Browsing All posts tagged under »social media«

Realism or Iconography? The Pentagon’s Implicit Theory of Visual Representation

October 10, 2014 by

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The following is an extract from my chapter, “A Flickr of Militarization: Photographic Regulation, Symbolic Consecration, and the Strategic Communication of ‘Good Intentions’,” published in Good Intentions: Norms and Practices of Imperial Humanitarianism (Montreal: Alert Press, 2014), pp. 185-279: US military documents make it quite clear that, for the military, a photograph is a straightforward, […]

The US Military as Great Chief, Father, Doctor, and Babysitter

October 1, 2014 by

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The following is an extract from my chapter, “A Flickr of Militarization: Photographic Regulation, Symbolic Consecration, and the Strategic Communication of ‘Good Intentions’,” published in Good Intentions: Norms and Practices of Imperial Humanitarianism (Montreal: Alert Press, 2014), pp. 185-279: In 2009 the Department of the Army produced a field manual titled, “Visual Information Operations” (US […]

The Visual Imperium

September 29, 2014 by

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The following is an extract from my chapter, “A Flickr of Militarization: Photographic Regulation, Symbolic Consecration, and the Strategic Communication of ‘Good Intentions’,” published in Good Intentions: Norms and Practices of Imperial Humanitarianism (Montreal: Alert Press, 2014), pp. 185-279: One of the possibly more fruitful areas of inquiry to come out of studies of contemporary […]

Africa, Liberal Humanitarianism, and NATO’s Anthropology

April 25, 2013 by

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[Many thanks to Dan Glazebrook for producing a review that gets to very the heart of this book, such that reading his review is an education in itself. This was reproduced from the UK’s Ceasefire Magazine.] Books | Review | Slouching Towards Sirte: NATO’s War on Libya and Africa by Maximilian Forte In his Ceasefire […]

Virtual Solitary Confinement of Local Hearts and Minds

January 27, 2013 by

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The album’s first track begins with a voice bearing clear pronunciation, tonal and inflectional marks of my stereotypic twenty-something, northern USan, college-educated, working class, urban, black male. “Hello? “Hello? “Can you hear me?  Is anybody in there? “I have no way of knowing if you can hear me.” Doonesbury by Garry Trudeau Albert Einstein: “I […]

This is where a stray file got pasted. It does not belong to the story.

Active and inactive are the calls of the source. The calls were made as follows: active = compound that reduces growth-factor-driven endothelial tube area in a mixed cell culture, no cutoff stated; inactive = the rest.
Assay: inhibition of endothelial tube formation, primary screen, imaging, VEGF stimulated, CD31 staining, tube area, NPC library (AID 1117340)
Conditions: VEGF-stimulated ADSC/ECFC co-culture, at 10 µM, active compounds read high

Libya and the Passive Repeaters: Deploying Depleted Information Warheads

March 27, 2011 by

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A video that in many ways corresponds with what I argued in "America's Iranian Twitter Revolution," the video below in part shows how the use of social media to make falsified versions of Libyan reality can go viral--radioactive--producing an intellectually toxic swarm of passive repeaters. Critical questions are like static, they interrupt the clarity of the message: dictator vs. revolutionaries, support the people, implement a no-fly zone right now. But this is so patronizing, it denies "agency"--just like the agency of the consumer who must decide and then boldly act on which colour iPod™ to buy. Have a look at The Guardian's "Revealed: US spy operation that manipulates social media: Military's 'sock puppet' software creates fake online identities to spread pro-American propaganda."...Also check "‘Post-Qaddafi Libya’: on the Globalist Road," "Who are the Libyan Freedom Fighters and Their Patrons?" "US-trained [and U.S.-based] economist, Libyan rebels’ new finance minister," and "New Libyan rebel leader spent much of past 20 years in suburban Virginia."....

Encircling Empire: Report #13—Revolution, Intervention, Anthropology

March 7, 2011 by

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In this report, first two maps of social media penetration in the Middle East and North Africa, in relation to ongoing revolts; then, a long overdue catalogue of anthropologists writing online about the revolutions across the Middle East and North Africa; then a series of opposing items, those dealing with rejections of any foreign military intervention in Libya (a position best articulated by Fidel Castro), followed by statements by what would otherwise be willing interventionists, in the U.S. government, who find multiple problems with imposing a no-flight-zone, and then those articles and statements that strongly favour intervention, and the “Responsibility to Protect” (R2P); finally, we end with notes on empire at work in Afghanistan.

Patriotism and Twitter Säuberung: Keeping the Wrong Words Out of View

September 11, 2010 by

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Some Background for Those Not Familiar with Twitter It’s not a few times that Twitter has been accused of engaging in censorship-like practices, or in caving in to governmental and political interests. In the narrow range of subjects which I follow via Twitter, we saw incidences of this concerning with the so-called Twitter Revolution in […]

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